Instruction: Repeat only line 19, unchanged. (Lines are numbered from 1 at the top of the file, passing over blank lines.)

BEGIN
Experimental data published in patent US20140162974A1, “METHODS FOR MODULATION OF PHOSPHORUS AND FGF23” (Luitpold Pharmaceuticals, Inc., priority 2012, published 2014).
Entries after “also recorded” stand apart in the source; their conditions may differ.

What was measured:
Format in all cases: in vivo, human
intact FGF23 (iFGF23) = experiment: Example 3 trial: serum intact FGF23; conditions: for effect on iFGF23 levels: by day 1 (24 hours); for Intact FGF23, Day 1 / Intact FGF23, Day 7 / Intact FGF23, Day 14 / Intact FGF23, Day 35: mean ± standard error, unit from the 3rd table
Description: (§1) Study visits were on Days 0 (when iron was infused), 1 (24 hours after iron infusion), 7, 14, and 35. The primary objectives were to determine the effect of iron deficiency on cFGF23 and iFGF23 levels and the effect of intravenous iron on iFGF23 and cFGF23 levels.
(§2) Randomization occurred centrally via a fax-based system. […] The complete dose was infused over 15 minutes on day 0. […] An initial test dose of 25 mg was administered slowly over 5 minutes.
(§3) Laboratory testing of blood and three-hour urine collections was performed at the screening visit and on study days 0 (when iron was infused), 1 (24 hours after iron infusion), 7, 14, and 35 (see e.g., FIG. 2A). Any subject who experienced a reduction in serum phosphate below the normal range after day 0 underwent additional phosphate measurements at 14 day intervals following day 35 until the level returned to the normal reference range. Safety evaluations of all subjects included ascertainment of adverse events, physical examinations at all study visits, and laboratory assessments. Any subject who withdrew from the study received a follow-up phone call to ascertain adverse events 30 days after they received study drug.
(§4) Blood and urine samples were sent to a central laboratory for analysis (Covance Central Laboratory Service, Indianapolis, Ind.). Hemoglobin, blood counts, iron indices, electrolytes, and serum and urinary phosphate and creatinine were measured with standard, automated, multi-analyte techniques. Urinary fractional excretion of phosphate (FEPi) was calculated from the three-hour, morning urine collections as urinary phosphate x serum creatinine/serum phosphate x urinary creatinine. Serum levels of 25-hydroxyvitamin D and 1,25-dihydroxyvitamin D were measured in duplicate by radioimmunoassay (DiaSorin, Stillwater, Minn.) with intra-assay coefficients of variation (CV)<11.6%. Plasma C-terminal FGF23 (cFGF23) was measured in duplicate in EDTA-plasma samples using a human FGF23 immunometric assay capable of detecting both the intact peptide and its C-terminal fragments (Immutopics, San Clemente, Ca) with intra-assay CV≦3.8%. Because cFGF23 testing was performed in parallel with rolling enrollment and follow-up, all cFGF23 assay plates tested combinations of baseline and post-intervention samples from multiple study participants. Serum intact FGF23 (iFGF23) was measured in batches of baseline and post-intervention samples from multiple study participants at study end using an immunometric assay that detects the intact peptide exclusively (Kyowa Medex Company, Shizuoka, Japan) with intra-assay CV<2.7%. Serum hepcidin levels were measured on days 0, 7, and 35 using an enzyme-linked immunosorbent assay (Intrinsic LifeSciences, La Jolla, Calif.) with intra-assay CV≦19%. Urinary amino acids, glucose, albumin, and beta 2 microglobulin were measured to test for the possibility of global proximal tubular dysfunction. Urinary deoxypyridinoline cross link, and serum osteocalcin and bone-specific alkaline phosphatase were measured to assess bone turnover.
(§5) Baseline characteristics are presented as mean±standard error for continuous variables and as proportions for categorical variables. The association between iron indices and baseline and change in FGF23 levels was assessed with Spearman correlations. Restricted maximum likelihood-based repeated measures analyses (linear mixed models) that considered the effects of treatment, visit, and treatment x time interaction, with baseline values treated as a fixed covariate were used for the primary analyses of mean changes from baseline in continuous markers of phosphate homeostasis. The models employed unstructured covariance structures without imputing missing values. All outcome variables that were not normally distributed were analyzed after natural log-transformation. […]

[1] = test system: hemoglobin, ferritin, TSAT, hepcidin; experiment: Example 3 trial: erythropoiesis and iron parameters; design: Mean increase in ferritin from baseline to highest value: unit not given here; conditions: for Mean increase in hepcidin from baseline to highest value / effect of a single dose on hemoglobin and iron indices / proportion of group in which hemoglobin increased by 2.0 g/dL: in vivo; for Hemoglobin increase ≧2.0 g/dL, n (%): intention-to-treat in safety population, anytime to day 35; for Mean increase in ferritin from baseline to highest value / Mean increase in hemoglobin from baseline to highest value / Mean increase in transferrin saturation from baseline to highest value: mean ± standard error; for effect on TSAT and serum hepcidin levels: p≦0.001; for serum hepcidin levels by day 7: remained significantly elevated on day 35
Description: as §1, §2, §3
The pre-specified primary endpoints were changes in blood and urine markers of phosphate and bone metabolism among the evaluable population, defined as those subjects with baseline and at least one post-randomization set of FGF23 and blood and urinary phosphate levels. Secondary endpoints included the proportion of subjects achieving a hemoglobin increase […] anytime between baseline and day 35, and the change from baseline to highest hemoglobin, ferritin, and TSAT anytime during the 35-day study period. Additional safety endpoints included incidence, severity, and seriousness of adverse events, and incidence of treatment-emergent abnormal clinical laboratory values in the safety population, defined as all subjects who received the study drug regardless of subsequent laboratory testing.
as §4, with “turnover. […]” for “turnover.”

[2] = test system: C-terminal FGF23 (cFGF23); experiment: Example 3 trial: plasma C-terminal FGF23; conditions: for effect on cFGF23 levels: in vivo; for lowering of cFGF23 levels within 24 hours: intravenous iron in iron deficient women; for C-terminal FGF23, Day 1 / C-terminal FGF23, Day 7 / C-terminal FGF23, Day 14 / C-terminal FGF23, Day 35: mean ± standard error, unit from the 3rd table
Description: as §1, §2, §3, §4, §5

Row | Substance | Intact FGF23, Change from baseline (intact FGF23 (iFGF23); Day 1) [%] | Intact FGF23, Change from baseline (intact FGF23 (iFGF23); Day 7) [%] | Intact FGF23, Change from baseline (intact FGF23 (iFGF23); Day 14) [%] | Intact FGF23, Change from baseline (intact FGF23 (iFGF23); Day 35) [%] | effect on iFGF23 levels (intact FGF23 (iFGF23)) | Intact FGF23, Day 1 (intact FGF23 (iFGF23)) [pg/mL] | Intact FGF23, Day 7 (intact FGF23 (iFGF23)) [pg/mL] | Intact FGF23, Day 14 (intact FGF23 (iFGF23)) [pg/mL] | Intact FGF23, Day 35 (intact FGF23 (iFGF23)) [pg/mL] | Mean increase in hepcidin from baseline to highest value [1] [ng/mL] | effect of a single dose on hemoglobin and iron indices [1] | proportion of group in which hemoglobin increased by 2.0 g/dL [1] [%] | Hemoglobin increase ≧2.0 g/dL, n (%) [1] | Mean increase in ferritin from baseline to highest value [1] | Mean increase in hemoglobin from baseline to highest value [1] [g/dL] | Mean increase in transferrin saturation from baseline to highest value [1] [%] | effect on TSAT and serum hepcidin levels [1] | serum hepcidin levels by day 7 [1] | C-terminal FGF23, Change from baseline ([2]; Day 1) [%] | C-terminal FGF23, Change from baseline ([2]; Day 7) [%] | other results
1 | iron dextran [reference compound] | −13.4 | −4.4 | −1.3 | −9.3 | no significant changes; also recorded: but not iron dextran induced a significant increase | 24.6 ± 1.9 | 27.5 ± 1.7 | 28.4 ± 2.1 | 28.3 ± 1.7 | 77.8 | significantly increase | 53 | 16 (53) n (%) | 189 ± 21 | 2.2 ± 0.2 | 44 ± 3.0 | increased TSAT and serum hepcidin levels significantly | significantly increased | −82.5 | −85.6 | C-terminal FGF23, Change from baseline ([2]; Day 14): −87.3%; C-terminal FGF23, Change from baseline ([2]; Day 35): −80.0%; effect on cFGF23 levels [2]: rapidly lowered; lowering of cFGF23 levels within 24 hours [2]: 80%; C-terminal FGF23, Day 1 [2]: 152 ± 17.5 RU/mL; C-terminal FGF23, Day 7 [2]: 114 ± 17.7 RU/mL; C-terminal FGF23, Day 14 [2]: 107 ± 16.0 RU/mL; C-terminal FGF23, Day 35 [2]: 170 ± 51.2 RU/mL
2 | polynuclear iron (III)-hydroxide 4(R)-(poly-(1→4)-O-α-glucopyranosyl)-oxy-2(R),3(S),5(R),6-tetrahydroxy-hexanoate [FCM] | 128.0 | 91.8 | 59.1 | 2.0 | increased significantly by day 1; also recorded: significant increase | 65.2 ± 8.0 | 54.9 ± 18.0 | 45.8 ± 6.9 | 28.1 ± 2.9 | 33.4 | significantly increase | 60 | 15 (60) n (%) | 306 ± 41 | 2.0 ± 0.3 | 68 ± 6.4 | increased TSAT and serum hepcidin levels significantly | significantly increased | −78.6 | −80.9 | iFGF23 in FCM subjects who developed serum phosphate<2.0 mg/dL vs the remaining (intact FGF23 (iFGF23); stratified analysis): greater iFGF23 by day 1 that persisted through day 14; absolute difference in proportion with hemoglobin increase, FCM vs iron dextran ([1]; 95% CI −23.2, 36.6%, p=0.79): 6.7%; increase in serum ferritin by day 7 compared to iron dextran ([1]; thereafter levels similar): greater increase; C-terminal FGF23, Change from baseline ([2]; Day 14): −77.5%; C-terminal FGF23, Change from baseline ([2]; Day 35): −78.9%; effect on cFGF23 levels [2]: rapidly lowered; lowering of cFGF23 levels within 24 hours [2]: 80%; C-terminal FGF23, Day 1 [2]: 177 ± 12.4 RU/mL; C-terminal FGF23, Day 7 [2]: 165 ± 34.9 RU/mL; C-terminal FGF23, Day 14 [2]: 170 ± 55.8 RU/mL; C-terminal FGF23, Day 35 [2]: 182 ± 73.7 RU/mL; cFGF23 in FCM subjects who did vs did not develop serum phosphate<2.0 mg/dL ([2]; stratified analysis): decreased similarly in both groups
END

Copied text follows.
2 | polynuclear iron (III)-hydroxide 4(R)-(poly-(1→4)-O-α-glucopyranosyl)-oxy-2(R),3(S),5(R),6-tetrahydroxy-hexanoate [FCM] | 128.0 | 91.8 | 59.1 | 2.0 | increased significantly by day 1; also recorded: significant increase | 65.2 ± 8.0 | 54.9 ± 18.0 | 45.8 ± 6.9 | 28.1 ± 2.9 | 33.4 | significantly increase | 60 | 15 (60) n (%) | 306 ± 41 | 2.0 ± 0.3 | 68 ± 6.4 | increased TSAT and serum hepcidin levels significantly | significantly increased | −78.6 | −80.9 | iFGF23 in FCM subjects who developed serum phosphate<2.0 mg/dL vs the remaining (intact FGF23 (iFGF23); stratified analysis): greater iFGF23 by day 1 that persisted through day 14; absolute difference in proportion with hemoglobin increase, FCM vs iron dextran ([1]; 95% CI −23.2, 36.6%, p=0.79): 6.7%; increase in serum ferritin by day 7 compared to iron dextran ([1]; thereafter levels similar): greater increase; C-terminal FGF23, Change from baseline ([2]; Day 14): −77.5%; C-terminal FGF23, Change from baseline ([2]; Day 35): −78.9%; effect on cFGF23 levels [2]: rapidly lowered; lowering of cFGF23 levels within 24 hours [2]: 80%; C-terminal FGF23, Day 1 [2]: 177 ± 12.4 RU/mL; C-terminal FGF23, Day 7 [2]: 165 ± 34.9 RU/mL; C-terminal FGF23, Day 14 [2]: 170 ± 55.8 RU/mL; C-terminal FGF23, Day 35 [2]: 182 ± 73.7 RU/mL; cFGF23 in FCM subjects who did vs did not develop serum phosphate<2.0 mg/dL ([2]; stratified analysis): decreased similarly in both groups